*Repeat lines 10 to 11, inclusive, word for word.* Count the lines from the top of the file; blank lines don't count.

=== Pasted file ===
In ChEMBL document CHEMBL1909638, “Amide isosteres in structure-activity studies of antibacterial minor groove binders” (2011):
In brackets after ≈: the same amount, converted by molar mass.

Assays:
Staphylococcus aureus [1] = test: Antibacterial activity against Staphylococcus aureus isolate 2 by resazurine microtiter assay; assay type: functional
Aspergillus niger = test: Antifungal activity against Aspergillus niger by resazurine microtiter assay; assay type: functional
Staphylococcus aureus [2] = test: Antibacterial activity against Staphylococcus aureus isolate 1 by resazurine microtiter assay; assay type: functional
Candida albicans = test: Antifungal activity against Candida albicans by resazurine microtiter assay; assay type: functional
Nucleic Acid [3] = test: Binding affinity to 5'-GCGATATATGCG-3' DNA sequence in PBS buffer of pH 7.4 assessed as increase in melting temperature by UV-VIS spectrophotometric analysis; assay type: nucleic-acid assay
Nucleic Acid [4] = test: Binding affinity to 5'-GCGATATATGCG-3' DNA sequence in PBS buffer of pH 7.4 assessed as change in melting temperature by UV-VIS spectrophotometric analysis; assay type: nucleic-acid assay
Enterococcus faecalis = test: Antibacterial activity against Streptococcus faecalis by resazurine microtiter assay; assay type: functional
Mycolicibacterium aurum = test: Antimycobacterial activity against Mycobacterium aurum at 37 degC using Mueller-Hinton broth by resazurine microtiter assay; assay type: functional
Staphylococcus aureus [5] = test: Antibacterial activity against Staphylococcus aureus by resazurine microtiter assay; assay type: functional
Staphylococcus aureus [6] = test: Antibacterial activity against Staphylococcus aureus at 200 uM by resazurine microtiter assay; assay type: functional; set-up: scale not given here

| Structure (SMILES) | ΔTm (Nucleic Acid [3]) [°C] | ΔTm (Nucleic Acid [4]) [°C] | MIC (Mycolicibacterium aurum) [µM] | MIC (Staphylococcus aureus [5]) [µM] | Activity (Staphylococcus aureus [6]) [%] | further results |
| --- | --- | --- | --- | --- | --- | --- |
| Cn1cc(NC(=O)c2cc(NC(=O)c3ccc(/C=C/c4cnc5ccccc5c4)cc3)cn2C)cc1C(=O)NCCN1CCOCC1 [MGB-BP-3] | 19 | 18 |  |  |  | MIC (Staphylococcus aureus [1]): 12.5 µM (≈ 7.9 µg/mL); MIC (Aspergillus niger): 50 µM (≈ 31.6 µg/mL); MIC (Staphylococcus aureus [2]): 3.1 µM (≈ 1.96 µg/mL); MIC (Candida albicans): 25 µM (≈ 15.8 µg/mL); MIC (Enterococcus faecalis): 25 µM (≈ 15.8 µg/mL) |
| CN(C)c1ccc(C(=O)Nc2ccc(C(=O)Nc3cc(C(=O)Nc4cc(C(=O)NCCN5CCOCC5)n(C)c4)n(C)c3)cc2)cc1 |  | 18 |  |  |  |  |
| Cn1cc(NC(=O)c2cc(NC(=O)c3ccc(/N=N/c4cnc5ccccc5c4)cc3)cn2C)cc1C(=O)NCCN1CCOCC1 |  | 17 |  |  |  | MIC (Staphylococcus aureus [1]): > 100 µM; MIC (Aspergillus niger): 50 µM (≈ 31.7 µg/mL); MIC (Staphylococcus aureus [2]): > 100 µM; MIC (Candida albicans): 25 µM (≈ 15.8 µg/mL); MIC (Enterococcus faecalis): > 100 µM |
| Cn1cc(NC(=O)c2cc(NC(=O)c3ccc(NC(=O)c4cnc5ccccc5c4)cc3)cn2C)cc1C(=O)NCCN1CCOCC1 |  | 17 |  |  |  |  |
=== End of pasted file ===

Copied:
Enterococcus faecalis = test: Antibacterial activity against Streptococcus faecalis by resazurine microtiter assay; assay type: functional
Mycolicibacterium aurum = test: Antimycobacterial activity against Mycobacterium aurum at 37 degC using Mueller-Hinton broth by resazurine microtiter assay; assay type: functional